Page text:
A sophisticated group of hackers believed to be associated with the Chinese government, who for years targeted U.S experts on Asian geopolitical matters, suddenly began breaching computers of experts on Iraq as the rebellion there escalated, a security firm said on Monday.
CrowdStrike Inc said that the group is one of the most sophisticated of the 30 it tracks in China and that its operations are better hidden than many attributed to military and other government units.
CrowdStrike co-founder Dmitri Alperovitch said he has “great confidence” the hackers are affiliated with the government, though he declined to provide many details on the matter. A spokesman for the Chinese embassy in Washington could not be reached for comment.
IMF Hints at Global Growth Forecast Cut
Global economic activity should strengthen in the second half of the year and accelerate in 2015, although momentum could be weaker than expected, IMF chief Christine Lagarde said on Sunday, hinting at a slight cut in the Fund’s growth forecasts.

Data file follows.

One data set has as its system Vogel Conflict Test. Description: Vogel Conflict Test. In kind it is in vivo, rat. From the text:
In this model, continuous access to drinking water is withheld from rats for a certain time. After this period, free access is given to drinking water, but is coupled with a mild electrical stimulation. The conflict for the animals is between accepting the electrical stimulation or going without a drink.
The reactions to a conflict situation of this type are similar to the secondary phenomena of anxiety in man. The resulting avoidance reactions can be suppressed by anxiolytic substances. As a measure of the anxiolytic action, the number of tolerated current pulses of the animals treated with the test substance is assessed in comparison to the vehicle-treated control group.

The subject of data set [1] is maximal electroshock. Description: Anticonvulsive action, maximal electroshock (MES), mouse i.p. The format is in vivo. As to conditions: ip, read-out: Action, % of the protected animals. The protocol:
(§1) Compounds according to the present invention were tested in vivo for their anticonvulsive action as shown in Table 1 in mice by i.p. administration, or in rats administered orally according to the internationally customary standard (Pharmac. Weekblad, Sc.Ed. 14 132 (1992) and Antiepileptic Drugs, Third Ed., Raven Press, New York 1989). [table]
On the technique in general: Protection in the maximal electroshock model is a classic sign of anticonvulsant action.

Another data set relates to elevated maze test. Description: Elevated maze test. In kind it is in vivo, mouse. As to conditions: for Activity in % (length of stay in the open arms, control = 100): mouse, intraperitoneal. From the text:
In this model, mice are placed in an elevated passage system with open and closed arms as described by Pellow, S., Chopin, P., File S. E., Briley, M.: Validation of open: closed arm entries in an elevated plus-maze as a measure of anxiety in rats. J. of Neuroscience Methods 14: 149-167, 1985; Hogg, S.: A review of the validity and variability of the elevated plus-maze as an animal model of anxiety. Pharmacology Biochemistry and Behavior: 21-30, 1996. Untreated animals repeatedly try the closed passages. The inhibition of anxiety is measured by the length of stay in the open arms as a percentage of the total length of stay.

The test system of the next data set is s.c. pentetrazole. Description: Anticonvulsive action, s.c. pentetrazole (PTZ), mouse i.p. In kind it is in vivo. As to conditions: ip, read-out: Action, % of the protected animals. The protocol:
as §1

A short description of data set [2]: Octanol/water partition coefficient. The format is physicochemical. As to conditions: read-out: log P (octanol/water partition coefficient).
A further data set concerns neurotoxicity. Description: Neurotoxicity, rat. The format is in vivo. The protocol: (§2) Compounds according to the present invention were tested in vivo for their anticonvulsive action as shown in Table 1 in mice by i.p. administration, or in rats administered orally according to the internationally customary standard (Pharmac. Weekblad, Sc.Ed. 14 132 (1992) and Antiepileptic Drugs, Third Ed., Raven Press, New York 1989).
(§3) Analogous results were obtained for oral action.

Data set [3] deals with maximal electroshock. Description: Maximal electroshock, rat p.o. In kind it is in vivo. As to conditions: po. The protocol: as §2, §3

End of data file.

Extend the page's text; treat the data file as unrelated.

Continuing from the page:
Lagarde said central banks’ accommodative policies may have only limited impact on demand and that countries should boost growth by investing in infrastructure, education and health, provided their debt stays sustainable.
The IMF’s update of its global economic outlook, expected later this month, will be “very slightly different” from the forecasts published in April, she said. In April, the IMF had forecast that global output would grow by 3.6 percent in 2014 and 3.9 percent in 2015.
American Apparel Creditor, Legal Worries Intensify
Lion Capital has ordered American Apparel to immediately repay a $10 million loan, after the retailer failed to do so by a July 4 deadline, a source close to the matter said on Monday.
The ousting of American Apparel Chief Executive Officer Dov Charney more than two weeks ago prompted Lion Capital to demand repayment of a loan that was originally due in 2018.
In an unrelated matter, a shareholder named Tammy Federman sued Charney and American Apparel board members, saying they failed to take appropriate, timely actions despite knowing about Charney’s misconduct, according to a case filed in a U.S. district court in California on Monday.